Which are some of the most popular freediving techniques and skills?
Just like any other physical activity, freediving also demands some preparation and mastering certain skills before you even hit the water. You’ll need to know how to breathe leading up to a dive, as well as how to prepare yourself beforehand, how to best manage air during a dive and how to recover your breath afterwards, while you’ll also need to learn how to equalise, in other words how to compensate for the reduction of air volume in the sinus and middle ear due to pressure. Ultimately, freediving takes discipline, practice and physical conditioning so that your freediving will not only be more effective, but also more enjoyable.
Take a deep breath and you’ll notice that your chest is the part of your body that rises and falls. Most humans breathe deeply into their chest, typically utilising only the top ⅓ of their lungs, but with freediving the aim is to take one full breath by first breathing into your belly using your diaphragm.
Mammalian Dive Reflex
A physiological response triggered by water temperature pressure and CO2 build up, the Mammalian Dive Reflex (MDR) is a reflex hard wired into our genetic makeup and is seen in all kinds of mammals. MDR slows our heartbeat and focuses blood flow to our lungs and other vital organs, allowing freedivers to dive for extended periods of time under pressure.
Gases in our body
Despite popular belief, our urge to breathe does not stem from our lack of oxygen but rather our ability to tolerate CO2, also known as our CO2 threshold and it is this threshold that gives us the natural urge to breathe. Usually our CO2 tolerance is low, however, with regular practice of safe, relaxed and repetitive breath-holding, you can build your CO2 tolerance.
Depth and pressure go hand in hand and the deeper you descend in the water, the more the pressure, while the air spaces in our body get smaller. Unless you equalise – add air into these spaces as pressure underwater builds up so that they retain surface-level volume – your ears will hurt and this could lead to injury. There are two methods for equalising ear pressure. The first, known as the Valsalva maneuver, involves pinching your nose and trying to exhale against the pinched nose. The other is known as the Frenzel maneuver. With this method you use the back of your tongue to increase pressure in the oral and nasal cavities, all the while pinching your nose.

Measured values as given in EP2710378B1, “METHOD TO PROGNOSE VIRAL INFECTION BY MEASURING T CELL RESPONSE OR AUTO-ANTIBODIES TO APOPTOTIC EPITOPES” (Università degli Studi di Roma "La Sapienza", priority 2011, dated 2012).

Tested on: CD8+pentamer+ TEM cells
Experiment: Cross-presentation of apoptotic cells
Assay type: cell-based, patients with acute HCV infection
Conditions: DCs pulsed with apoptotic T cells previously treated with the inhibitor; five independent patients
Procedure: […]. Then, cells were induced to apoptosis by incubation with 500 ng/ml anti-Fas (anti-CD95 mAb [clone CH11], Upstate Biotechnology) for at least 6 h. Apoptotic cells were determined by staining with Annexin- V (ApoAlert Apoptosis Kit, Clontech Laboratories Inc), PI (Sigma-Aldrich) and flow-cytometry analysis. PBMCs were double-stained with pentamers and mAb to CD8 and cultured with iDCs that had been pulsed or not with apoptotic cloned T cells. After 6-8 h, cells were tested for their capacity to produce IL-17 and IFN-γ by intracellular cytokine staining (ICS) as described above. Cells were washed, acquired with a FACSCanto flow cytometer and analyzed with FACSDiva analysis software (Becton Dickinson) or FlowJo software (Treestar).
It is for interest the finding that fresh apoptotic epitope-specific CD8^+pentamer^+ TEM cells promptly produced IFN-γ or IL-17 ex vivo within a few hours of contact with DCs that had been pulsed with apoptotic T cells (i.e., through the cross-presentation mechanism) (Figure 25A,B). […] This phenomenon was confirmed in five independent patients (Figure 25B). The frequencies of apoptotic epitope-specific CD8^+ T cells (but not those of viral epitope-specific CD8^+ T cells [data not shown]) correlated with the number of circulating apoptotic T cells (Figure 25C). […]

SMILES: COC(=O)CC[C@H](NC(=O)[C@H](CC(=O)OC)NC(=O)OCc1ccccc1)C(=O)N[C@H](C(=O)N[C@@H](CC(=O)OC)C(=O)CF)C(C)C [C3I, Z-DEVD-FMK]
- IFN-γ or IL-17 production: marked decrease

Breathing before and after a dive
There are different methods of breathing before and after a dive. For instance, the best and most common way to both set your breath and state of mind before a freediving session is through what is called tidal volume. This refers to the amount of air inhaled and exhaled during normal breathing just as when you are reading a book or watching TV. Usually breathing is very soft, with minimal air coming in and out. One way to achieve this state is through body scanning – a mindfulness technique that focuses awareness on the body to distract the mind.
On the other hand, for your last breath just before you go underwater, you should exhale until comfortable and then inhale fresh air as far as your lungs will go. This becomes even more effective if you expand your stomach to fill the lower region of your lungs and open your mouth wide to fill the upper part. Once you have resurfaced after a dive, you should quickly exhale a small amount of air and then take quick and deep breaths in, then repeat this process until your breathing returns to normal.
A technique originally used by surfers to catch the waves, in freediving duckdiving is the first step to getting into the water and is one of the most efficient methods of diving down to depth without having to use weights or a rope in the discipline of constant weight. To perform a duckdive you have to enter the water head first and push your body down until you form a vertical line.
What are some essential freediving equipment?
Technically sporting just your swimsuit should suffice to enjoy freediving, but owning some basic equipment like a mask, fins and exposure suits can make your dives more comfortable, most especially if you have to endure different water conditions.